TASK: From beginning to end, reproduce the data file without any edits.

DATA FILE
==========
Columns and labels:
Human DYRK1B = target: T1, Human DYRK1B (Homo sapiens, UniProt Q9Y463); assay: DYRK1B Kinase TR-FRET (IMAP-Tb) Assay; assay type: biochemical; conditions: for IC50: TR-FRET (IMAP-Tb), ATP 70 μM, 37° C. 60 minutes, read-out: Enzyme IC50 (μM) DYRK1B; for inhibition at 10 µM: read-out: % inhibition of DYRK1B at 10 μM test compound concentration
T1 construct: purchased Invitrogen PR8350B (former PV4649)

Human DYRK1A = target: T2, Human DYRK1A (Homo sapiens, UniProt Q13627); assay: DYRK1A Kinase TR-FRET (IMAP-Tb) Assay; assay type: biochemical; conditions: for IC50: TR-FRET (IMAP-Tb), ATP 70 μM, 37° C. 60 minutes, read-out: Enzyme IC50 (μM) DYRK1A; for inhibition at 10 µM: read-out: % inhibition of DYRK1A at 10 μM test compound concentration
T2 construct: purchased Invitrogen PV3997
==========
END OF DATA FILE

Columns and labels:
Human DYRK1B = target: T1, Human DYRK1B (Homo sapiens, UniProt Q9Y463); assay: DYRK1B Kinase TR-FRET (IMAP-Tb) Assay; assay type: biochemical; conditions: for IC50: TR-FRET (IMAP-Tb), ATP 70 μM, 37° C. 60 minutes, read-out: Enzyme IC50 (μM) DYRK1B; for inhibition at 10 µM: read-out: % inhibition of DYRK1B at 10 μM test compound concentration
T1 construct: purchased Invitrogen PR8350B (former PV4649)

Human DYRK1A = target: T2, Human DYRK1A (Homo sapiens, UniProt Q13627); assay: DYRK1A Kinase TR-FRET (IMAP-Tb) Assay; assay type: biochemical; conditions: for IC50: TR-FRET (IMAP-Tb), ATP 70 μM, 37° C. 60 minutes, read-out: Enzyme IC50 (μM) DYRK1A; for inhibition at 10 µM: read-out: % inhibition of DYRK1A at 10 μM test compound concentration
T2 construct: purchased Invitrogen PV3997